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now, a lot of people feel that's something of long-standing tradition, and it's not. it actually began with franklin roosevelt on march 4, 1933 when he wished to have a worship service take place before he took the oath of office in the depths of the great depression, so he contacted the church, and he organized a special service with his former headmaster at school, who participated with the church in coming up with a special service. they had that service at st. john's that morning, and he felt that that was the way to start. he wrote letters later on saying that he thought that he got his administration off to the right footing by having that service at st. john's in march of 1933. now, what that did was it
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planted in the minds of people that this was a good thing to do. so when roosevelt died, harry truman became president. when harry truman was inaugurated in 1949, after his election in 1948, he came to st. john's and had a pre-inaugurational worship service here before he was sworn in for his full term as president. subsequent to that time, other presidents have had pre-inaugural services in churches or elsewhere. not necessarily in st. john's, but the tradition began here, and it began with franklin roosevelt. that's one more example of the association of st. john's with presidents and part of the heritage of this building. it's always been available as a place, and an intimate place, for services that people might wish to have. for example, when president
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kennedy was assassinated on november 22, 1963, reverend john harper, the rector of st. john's at the time, was contacted by president lyndon johnson and asked if the following day, the saturday, on november 23rd around noon, if st. john's would have a brief memorial service on behalf of president kennedy. of course, the church was quite happy to comply. on that day, president johnson, his wife ladybird, and some of the staff came over, they had a private memorial service here, and there is an iconic picture of president johnson coming out of the church with his wife and the rector of st. john's and the look on johnson's face says it
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all. if ever was a pained expression that captured the mood of the moment, that was the picture that did it. i would say not to forget st. john's is a church. i've been giving you a lot of examples of historic artifacts in this building, it's not a museum. although people may feel that that's why they note it for, the fact it's been here so long, the fact it's been associated with presidents, but one thing that is absolutely the case is that this church has been an integral part of washington from its very beginning as a worship place. when st. john's held its 100th anniversary service, the centennial service was held in 1917, in january, the keynote speaker was henry cabot lodge of massachusetts, and on that occasion he summed up what was true then and is still true today about the nature of this place and its role in washington history. he said, "to describe all that has happened within sight of this spot, all that this church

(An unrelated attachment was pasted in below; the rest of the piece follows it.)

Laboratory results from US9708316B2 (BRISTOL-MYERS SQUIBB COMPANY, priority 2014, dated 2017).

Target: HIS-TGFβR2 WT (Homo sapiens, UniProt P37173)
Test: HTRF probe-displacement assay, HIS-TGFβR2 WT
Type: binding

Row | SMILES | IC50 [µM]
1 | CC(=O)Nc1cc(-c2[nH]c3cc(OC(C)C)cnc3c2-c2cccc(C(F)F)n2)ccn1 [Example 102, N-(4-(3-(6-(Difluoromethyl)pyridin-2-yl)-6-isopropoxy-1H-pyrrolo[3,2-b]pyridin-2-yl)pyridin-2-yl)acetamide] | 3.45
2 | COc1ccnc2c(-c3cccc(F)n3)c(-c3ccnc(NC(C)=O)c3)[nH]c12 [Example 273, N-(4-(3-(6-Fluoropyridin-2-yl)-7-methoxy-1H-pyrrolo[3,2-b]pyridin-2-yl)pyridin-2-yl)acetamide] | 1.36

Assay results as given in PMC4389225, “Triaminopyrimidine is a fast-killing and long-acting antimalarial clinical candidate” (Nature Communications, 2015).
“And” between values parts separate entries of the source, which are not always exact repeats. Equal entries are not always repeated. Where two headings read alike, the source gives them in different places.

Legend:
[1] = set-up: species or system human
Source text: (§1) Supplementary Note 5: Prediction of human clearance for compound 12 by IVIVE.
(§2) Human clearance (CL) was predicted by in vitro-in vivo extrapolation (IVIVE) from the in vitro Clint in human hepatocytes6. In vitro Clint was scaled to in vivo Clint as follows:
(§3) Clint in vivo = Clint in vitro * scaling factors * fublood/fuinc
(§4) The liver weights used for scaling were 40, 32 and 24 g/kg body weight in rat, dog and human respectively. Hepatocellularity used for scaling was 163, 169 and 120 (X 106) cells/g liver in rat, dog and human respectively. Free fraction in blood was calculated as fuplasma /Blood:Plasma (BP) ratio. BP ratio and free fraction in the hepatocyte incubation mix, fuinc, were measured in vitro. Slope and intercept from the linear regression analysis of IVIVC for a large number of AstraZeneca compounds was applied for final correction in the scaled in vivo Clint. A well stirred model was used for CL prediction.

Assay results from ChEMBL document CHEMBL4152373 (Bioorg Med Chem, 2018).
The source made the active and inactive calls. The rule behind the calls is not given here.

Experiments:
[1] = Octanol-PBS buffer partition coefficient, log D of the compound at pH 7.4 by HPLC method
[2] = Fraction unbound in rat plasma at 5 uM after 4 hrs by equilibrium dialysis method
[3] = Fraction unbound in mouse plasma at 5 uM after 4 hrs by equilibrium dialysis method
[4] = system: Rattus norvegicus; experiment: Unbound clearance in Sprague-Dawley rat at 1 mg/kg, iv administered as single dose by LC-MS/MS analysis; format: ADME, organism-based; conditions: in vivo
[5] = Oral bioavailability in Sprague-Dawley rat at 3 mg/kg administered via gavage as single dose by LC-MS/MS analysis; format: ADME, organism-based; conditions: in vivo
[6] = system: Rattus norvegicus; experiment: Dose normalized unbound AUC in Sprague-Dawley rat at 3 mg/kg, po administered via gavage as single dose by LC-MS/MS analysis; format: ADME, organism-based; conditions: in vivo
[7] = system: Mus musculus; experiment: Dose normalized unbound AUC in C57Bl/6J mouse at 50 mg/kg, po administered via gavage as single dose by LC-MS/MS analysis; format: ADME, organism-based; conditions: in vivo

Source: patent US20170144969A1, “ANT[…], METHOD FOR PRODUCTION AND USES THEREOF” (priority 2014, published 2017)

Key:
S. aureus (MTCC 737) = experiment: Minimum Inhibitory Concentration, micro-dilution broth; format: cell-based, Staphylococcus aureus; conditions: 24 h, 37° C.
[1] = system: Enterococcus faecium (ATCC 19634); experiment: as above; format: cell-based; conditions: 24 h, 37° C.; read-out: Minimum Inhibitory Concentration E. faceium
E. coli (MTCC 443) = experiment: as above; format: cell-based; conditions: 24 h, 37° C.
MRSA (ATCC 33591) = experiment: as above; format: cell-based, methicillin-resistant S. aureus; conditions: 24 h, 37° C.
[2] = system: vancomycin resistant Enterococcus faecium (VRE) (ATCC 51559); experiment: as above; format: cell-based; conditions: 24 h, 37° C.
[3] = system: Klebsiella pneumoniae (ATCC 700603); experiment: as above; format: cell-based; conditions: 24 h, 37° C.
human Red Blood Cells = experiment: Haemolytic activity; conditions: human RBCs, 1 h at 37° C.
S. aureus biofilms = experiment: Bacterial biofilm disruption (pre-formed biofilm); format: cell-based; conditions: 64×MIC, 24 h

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has seen looking across the square would be to tell, in large part, the history of the united states." that was a true statement then, and it's a true statement today. st. john's is still an integral part of washington, d.c. it continues to serve the needs of its congregation and visitors alike. it is a welcoming place for anyone who wishes to join us for a worship service. >> richard grimmat is the author of "a history of st. john's church." you can also learn about the church of the presidents at their website, stjohns-dc.org. followan continues to president-elect donald trump in his new administration on the road to the white house. sunday, at 6:35 p.m. eastern
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time from trump tower, a conversation with two, key trump administration staffers. kellyanne conway and sean spicer talk about their new white house positions. the talk about their life and career in politics, and what we can expect from president trump. first, we sat down with kellyanne conway. transformed the republican party and the conservative movement into one that values the worker. that is liberating. >> then, sean spicer on his new role of incoming white house indications director and press secretary. andommunications director press secretary. >> everybody who has held this job has reached out and offered their advice and counsel. it is a very humbling experience. you realize you are in a club of 30 people that have held this position.
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>> watch that sunday beginning at 6:35 p.m. on c-span and on www.c-span.org. you can also listen on the free c-span radio app. >> december 7, 1941, warplanes from japanese aircraft carriers attacked hawaii. the surprise attack led to the u.s. entry into world war ii. craig simons talks about events that occurred leading up to pearl harbor, including the second china and japanese war and embargoes on u.s. oil shipments to the isle of japan. this took place at national defense university and was organized by the friends of the national world war ii memorial. >> my name